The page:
The ship has been forced to end its rescue operations in the Mediterranean because after “relentless” political pressure by several European states.
The Aquarius – the migrant rescue vessel of the two aid organisations Médecins Sans Frontières (MSF) and SOS Méditerranée – was forced to end its search and rescue (SAR) operations in the Mediterranean Sea. The two NGOs announced that they had to end their mission on 6 December after “a relentless ongoing political, judicial and administrative campaign backed by several European states.”
Nelke Manders, MSF’s director general, called it a “dark day” and said, “Not only has Europe failed to provide search and rescue capacity, it has also actively sabotaged others’ attempts to save lives. The end of Aquarius means more deaths at sea, and more needless deaths that will go unwitnessed.”
Several human rights organizations showed their support for MSF and SOS Méditerranée. The secretary general of Amnesty International, Kumi Naidoo, said in an interview: “Today we salute the Aquarius and her courageous crew. We will continue to stand with them in defiance of cruel and unlawful policies condemning people to die at sea.” According to MSF, the Aquarius was the last NGO-chartered rescue ship operating off the coast of Libya.
The Aquarius had been in operation since February 2016 and assisted nearly 30,000 migrants at sea. In the summer, the ship received worldwide media attention when it was refused the right to dock in Italy and Malta with 629 refugees on board (Spain finally welcomed the migrants). The Aquarius was then stripped twice of its registration: once in August, when its flag was revoked by Gibraltar, and once in September, when it was revoked by Panama. MSF criticized these actions, saying that they came after “blatant economic and political pressure from the Italian government”. Since losing its registration, the Aquarius has not been able to leave the port of Marseille.
In November, Italian authorities accused the NGOs of dumping toxic waste and claimed that the Aquarius would bring infectious diseases such as HIV and tuberculosis, despite international health organizations saying that these diseases could not be transmitted through clothing. Italy also threatened to seize the ship if it was to dock in one of its ports. Italy’s far-right interior minister, Matteo Salvini, can now finally claim victory over those he calls “migrant taxis”. He reacted to the cancellation of the operations by tweeting, “Fewer departures, fewer landings, fewer deaths. That’s good.”
Attacks on humanitarian workers
While European member states fail to live up to their responsibilities to rescue people in the Mediterranean, NGOs conducting SAR operations have faced continuous attacks. The European border agency Frontex accused NGOs of strengthening the business model of smugglers by encouraging more people to cross the sea. In August of last year, Italian authorities had already impounded the ship Iuventa, of German NGO Jugend Rettet, arguing that they were aiding illegal immigration from Libya.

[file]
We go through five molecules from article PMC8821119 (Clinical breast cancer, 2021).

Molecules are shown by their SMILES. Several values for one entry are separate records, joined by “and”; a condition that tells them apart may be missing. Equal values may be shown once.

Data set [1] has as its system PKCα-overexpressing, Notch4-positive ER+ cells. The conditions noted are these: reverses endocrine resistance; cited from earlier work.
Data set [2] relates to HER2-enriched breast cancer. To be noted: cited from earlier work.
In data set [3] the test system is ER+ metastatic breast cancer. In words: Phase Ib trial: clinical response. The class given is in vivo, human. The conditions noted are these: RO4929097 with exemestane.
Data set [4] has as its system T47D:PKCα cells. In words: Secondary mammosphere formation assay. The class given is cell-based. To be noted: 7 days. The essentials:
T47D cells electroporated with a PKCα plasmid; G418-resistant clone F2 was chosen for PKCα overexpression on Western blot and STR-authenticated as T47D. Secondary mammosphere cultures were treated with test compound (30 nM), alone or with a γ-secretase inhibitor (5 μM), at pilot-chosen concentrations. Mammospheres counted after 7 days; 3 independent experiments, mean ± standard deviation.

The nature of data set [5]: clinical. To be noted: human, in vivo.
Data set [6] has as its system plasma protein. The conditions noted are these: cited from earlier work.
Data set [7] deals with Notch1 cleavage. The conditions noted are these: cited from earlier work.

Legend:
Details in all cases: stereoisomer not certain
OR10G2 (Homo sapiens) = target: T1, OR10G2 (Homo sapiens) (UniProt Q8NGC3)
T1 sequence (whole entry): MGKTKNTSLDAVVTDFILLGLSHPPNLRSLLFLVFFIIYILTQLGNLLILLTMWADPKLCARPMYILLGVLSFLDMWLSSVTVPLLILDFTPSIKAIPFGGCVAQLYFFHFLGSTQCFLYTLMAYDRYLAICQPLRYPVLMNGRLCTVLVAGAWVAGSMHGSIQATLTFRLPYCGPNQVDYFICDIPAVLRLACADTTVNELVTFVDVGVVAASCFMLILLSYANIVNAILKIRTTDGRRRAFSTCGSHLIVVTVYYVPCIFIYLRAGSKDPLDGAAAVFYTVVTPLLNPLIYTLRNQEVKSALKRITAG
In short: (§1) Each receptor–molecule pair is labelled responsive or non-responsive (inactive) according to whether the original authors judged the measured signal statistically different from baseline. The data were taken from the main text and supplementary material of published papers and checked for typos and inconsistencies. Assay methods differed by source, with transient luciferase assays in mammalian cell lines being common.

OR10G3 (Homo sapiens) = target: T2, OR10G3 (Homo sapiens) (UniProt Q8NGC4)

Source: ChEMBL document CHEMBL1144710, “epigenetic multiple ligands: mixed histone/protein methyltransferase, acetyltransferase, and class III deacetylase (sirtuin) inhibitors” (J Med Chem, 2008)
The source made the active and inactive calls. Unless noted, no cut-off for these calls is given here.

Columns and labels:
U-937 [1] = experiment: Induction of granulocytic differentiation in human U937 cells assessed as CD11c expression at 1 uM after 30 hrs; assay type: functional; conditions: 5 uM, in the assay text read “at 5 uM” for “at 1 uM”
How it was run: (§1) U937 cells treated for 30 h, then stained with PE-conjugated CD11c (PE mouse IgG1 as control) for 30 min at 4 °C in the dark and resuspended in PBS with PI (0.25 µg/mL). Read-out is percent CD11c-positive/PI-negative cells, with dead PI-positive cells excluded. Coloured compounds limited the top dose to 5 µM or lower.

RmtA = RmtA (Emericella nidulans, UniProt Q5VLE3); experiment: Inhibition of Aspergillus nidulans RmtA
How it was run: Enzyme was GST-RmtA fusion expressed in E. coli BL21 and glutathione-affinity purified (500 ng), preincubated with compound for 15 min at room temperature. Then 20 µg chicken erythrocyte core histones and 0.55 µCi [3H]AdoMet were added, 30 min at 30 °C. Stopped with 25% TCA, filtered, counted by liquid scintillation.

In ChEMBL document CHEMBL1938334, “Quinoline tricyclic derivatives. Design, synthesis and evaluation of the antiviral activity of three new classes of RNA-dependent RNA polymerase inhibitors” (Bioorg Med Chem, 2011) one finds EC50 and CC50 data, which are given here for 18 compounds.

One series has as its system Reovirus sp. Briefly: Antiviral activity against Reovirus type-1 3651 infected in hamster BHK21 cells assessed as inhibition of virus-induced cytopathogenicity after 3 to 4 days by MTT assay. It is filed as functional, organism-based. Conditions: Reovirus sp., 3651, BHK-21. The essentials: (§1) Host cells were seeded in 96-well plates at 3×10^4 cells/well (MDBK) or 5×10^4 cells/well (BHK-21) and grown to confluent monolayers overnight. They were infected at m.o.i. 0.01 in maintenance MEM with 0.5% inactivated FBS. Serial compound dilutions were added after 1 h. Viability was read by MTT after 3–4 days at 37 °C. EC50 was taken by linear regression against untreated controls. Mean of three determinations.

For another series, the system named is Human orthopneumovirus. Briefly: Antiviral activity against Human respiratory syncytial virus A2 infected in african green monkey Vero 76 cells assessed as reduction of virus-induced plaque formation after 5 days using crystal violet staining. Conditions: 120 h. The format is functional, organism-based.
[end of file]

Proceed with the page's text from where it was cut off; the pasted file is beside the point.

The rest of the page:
On the Internet, humanitarian aid organizations are vilified on a daily basis. Instead of compassion, they are exposed to hatred and death threats. When the German private aid organization Sea-Eye announced last week that it would set sail with a new ship, the Professor Albrecht Prenck, Internet trolls called for the ship to be sunk and the crew executed.
Attacks can also get physical, as was the case on 5 October in Marseille, when 22 individuals stormed the headquarters of SOS Méditerranée. Fortunately, there were no casualties, but employees suffered physical, emotional and psychological damage. SOS Mediterrannée has launched a lawsuit against the perpetrators.
Libya deal: the EU complicit in human rights abuses
As part of the deal that the EU struck with Libya in 2017 to reduce the arrivals of people coming from the Mediterranean, European forces train the Libyan Coast Guard. When the Libyan Coast Guard intercepts these people, they send them to detention centers where they risk torture, forced labor, rape and death. A 28-year-old Eritrean told Al Jazeera: “People would rather die in the sea than in detention centers.” After hearing about what happened to the Aquarius, another said that this will not hinder people from coming.
Although the situation in Libya is well documented and known to the governments of the EU member states, the cooperation with Libya continues. MSF wrote a letter to UN envoy Ghassan Salamé addressing the forced return of migrants to Libya. The letter argues that “[i]t is time to call unequivocally for an end to this sinister policy”.
The announcement of MSF and SOS Méditerranée that they were stopping the operations of Aquarius came four days ahead of the 70th anniversary of the Universal Declaration of Human Rights. Article 14 of the document states: “Everyone has the right to seek and to enjoy in other countries asylum from persecution.”
When the EU criminalizes rescue organizations that assist people who seek asylum and works instead with the Libyan Coast Guard, a serial human rights violator, it becomes hard to argue that the EU is fulfilling its responsibility towards refugee protection.
According to the International Organisation for Migration, 2,160 migrants have died in the Mediterranean so far this year – about six a day. And while the number of arrivals has been falling, the proportion of those drowning is rising. The United Nations High Commissioner for Refugees reported in September that there was an average of one death for every 18 arrivals between January and July 2018, compared to one death for every 42 arrivals in 2017.